It’s been less than a decade since The Last of Us originally launched exclusively on PlayStation 3, and we’re now already getting a remake. Painstakingly rebuilt for Sony’s flashy PS5, and with a PC release also in the works, The Last of Us Part I is the perfect entry point for those who have never experienced this brutal classic, while also giving diehard fans a decent excuse to double or triple dip.
So, what are players getting for that divisive £70 asking price? The Last of Us Part I packs in the original game, as well as the Left Behind story DLC and some all-new bonus features and content. The fantastic Factions multiplayer mode is missing, but that’s for obvious reasons. Not only is Naughty Dog preparing to show more of its new TLOU online experience, the PS4 servers for The Last of Us Remastered are still live and well populated, even to this day.
If you’re dropping money on The Last of Us Part I hoping for completely new levels and cutscenes, you’ll be left sorely disappointed. Content-wise, it’s almost exactly the same as the original game and its DLC, albeit having undergone a masterful makeover. There are some fun extras there too though, including speed-running and permadeath modes, as well as an advanced suite of accessibility options that take a few steps beyond those found in The Last of Us Part II, and DualSense haptics.
Seeing this game in motion, the difference here is truly night and day compared to previous iterations. When Naughty Dog officially unveiled this project, director Neil Druckmann said it had allowed the studio to realise the original vision they had for The Last of Us, unburdened by the limits of legacy hardware. It really shows. From that very first frame, the amount of passion and technical prowess that’s gone into this remake is astoundingly apparent. From the way tiny cordyceps particles dance in the light, to the individual grey hairs and wrinkles adorning Joel’s gorgeous mug, the level of detail here is staggering.
In case you wanted further proof that this is a remake and not a remaster of a remaster, just look at some cutscene footage. Naughty Dog has gone back and analysed performance capture for the original game from a decade ago, leveraging the power of PS5 to create more lifelike facial animations. The game’s cast of characters become all that more compelling and believable, their interactions carrying more weight and emotion with every subtle eye movement or subtle gesture. It’s truly uncanny stuff.
The backdrop upon which their gritty post-apocalyptic saga takes place is equally as impressive. Again, Naughty Dog has rebuilt these environments with the benefit of modern hardware; from suffocating, fungi-infested sewers to busy streets and snow-covered forests, The Last of Us Part I is hardly lacking in visual variety, either. Another impressive detail is the enhanced destructibility with surfaces chipping and breaking apart under fire, dialling up that sense of immersion to 11.
Saying that the gameplay has been completely overhauled would be grossly misleading. Without playing them side by side, you’d swear Part I feels exactly the same as the original, albeit slightly smoother. Don’t go expecting Joel to jump and crawl like Ellie does in The Last of Us Part II. If there’s three things he hates it’s jumping, crawling, and golf. Jokes aside, while playing this remake we never felt like these additional mechanics were needed, though it does inherit something else from its sequel.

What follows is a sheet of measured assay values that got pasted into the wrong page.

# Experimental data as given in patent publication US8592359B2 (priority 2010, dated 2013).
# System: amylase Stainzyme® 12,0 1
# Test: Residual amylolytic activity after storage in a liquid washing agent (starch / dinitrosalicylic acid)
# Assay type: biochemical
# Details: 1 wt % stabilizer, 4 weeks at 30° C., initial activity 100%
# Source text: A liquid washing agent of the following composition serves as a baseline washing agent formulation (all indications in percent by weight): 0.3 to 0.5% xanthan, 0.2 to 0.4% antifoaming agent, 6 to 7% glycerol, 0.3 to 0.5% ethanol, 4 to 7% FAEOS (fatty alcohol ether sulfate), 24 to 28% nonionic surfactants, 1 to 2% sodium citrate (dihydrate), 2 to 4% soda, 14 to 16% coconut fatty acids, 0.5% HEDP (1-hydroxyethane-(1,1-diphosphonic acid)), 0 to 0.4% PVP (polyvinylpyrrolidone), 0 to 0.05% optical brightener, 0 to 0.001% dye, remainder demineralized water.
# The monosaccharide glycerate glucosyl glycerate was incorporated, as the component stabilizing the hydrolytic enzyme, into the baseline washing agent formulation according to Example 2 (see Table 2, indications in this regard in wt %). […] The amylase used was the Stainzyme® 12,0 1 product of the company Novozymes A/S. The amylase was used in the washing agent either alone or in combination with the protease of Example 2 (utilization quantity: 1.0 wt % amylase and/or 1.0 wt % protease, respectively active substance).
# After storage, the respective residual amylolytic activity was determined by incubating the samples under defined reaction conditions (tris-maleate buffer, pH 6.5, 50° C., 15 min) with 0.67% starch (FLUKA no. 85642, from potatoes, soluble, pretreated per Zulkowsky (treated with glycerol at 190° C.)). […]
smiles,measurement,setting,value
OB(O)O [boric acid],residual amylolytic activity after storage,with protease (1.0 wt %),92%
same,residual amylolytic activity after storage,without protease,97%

We get to see the same dynamic AI controlling the minds of enemy and ally NPCs alike, naturally dancing between cover while trying to outmanoeuvre one another. Maybe it’s more of a testament to how well designed TLOU’s combat has always been, but we played the same skirmish in both the PS4 remaster and remake with dramatically different results. Oh, that’s another thing passed on from Part II: the option to boot up and replay your favourite encounters from the main menu. There are other touches too, such as the improved weapon upgrade workbench.
The majority of changes here still feel cosmetic, though they amount to one of the best-executed video game makeovers we’ve seen to date. As someone who feels an increasing need to shotgun playthroughs beneath the pressure of an ever-growing backlog, I spent a hefty chunk of my time absorbed in Part I’s photo mode. There’s a good spread of tools here, perfect for capturing the game’s gorgeous overgrown vistas or moments of bloody carnage. While not quite as good as the photo mode in Days Gone, it has a brilliant frame forward feature, meaning you don’t have to be quite so precise with timing snapshots. Expect your social media feeds to be chock full of photos from The Last of Us for the next few weeks.
Modernisation can be tough in video games, especially when venturing into the realm of the remake. It requires a careful balancing act that could easily end in a developer going too far, plastering over a game’s flawless foundations or stripping it of its soul. With The Last of Us Part I, Naughty Dog knew exactly when to apply the brakes, retaining the frantic feel of its combat and survival mechanics while dramatically improving every other aspect of this PlayStation classic. Thanks to the remake, it’s just as essential today as was back when The Last of Us made its game-changing debut.